What's the Fiji weather forecast? Fiji Meteorological Service (FMS) is a government department of Fiji responsible for providing weather forecasts. It is based in Nadi, and since 1985 it has been responsible for tracking cyclones in the south west Pacific region.
Since 1995, the FMS has been one of the Regional Specialized Meteorological Centers, of which there are seven world wide as shown by the map below. It's responsibility is detecting tropical cyclones, and providing basic
information about the systems and to forecast it's position, movement
and intensity in the area shown on the map.
FMS is also responsible for naming cyclones once a tropical storm has developed into a certain level of intensity. The regional meteorological centre in Melbourne is responsible for distribution of transport, deposition, and
dispersion modeling, in the event of an environmental catastrophe for the south west Pacific region.
Fiji's wet season is from November to April and is also the time when tropical cyclones are likely to occur. Strong devastating cyclones are relatively rare for Fiji with only 2 or 3 occurring per decade.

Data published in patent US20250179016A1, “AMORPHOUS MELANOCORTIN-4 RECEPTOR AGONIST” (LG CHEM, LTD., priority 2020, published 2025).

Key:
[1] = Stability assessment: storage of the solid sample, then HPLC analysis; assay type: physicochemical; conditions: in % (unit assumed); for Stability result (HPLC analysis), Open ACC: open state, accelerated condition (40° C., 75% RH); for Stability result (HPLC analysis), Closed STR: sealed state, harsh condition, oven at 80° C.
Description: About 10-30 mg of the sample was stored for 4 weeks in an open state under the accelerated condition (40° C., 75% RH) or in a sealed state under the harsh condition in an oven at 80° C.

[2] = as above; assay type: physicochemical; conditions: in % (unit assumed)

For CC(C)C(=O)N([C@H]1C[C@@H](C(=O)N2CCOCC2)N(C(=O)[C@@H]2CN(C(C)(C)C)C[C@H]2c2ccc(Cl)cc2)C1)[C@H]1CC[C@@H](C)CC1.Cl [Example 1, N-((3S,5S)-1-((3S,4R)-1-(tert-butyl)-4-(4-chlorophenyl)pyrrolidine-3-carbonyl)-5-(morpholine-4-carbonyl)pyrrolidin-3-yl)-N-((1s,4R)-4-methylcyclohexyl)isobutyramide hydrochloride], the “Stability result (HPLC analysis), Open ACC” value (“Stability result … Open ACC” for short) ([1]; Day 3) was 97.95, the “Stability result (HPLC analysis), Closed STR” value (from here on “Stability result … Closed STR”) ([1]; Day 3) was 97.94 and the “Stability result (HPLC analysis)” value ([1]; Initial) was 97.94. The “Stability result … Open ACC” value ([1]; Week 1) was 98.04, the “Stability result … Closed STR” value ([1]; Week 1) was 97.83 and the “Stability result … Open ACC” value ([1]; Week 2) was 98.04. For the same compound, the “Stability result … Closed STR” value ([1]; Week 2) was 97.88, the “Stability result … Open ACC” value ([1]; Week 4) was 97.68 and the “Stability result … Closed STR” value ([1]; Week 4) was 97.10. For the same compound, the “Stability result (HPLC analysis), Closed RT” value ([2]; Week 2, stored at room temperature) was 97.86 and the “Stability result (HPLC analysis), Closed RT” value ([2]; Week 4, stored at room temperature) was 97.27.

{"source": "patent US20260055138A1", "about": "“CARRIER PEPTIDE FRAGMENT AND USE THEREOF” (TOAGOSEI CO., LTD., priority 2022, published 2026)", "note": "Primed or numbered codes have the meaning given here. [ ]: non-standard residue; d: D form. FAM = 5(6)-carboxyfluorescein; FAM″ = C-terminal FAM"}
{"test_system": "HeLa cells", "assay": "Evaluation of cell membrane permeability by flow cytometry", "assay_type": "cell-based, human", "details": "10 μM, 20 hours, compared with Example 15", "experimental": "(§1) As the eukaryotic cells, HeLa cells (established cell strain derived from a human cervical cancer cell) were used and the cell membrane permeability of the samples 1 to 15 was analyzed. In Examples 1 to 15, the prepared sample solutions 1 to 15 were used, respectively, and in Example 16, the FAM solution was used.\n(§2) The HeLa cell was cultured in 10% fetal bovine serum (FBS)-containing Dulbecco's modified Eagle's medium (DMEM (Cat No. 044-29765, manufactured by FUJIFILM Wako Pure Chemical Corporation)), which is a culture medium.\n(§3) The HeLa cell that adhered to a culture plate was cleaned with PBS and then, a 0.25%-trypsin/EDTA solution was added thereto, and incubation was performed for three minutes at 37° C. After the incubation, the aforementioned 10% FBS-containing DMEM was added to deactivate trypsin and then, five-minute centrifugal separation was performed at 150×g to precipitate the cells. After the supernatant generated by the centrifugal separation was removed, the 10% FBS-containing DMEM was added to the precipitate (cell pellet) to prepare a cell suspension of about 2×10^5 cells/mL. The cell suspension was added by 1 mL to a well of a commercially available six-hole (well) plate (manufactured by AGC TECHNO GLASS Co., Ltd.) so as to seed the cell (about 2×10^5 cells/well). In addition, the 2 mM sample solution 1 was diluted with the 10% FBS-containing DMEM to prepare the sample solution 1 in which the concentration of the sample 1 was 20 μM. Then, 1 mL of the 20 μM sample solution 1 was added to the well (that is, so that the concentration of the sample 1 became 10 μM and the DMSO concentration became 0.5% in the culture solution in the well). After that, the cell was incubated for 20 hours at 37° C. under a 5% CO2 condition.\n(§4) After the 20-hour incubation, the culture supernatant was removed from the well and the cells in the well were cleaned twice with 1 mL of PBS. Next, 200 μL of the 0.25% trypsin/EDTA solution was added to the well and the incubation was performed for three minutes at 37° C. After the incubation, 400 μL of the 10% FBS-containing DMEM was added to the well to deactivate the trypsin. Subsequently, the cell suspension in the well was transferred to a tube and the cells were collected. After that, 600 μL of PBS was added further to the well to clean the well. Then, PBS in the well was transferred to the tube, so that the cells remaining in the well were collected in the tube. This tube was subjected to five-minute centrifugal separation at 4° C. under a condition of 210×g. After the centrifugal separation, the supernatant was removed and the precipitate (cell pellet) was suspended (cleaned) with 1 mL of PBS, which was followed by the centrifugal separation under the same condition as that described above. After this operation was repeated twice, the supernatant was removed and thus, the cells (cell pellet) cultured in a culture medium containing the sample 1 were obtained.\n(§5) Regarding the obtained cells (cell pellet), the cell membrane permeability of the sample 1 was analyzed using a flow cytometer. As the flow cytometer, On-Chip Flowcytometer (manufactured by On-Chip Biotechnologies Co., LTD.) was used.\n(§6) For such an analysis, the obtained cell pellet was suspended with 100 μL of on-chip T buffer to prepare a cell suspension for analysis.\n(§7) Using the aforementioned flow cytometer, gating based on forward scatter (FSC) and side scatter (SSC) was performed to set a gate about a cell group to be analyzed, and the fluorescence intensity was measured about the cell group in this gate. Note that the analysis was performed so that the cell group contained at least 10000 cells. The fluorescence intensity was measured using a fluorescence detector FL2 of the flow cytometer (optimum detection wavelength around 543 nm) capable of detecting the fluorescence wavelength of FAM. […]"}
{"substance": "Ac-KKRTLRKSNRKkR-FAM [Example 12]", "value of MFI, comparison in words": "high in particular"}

2012-2013 South Pacific cyclone season summary
The map above is an example of a cyclone season. This cyclone season officially went from November 6, 2012 to May 1, 2013. The 2 big islands just north west of the middle of the map is Fiji, with the string of bright orange dots passing through.
The dots represent cyclones, at 6-hour intervals, with the brighter the dot, the faster the wind speeds. These same bright orange dots passing through Fiji was the most destructive cyclone to hit Fiji in 20 years. Cyclone Evan reached speeds topping 185 km/h (115 mph) and smashed into Samoa killing at least 8 people before making it's way to Fiji. However, Fiji escaped with relatively minor damage with no deaths reported.
For more information visit it's website at http://www.met.gov.fj/.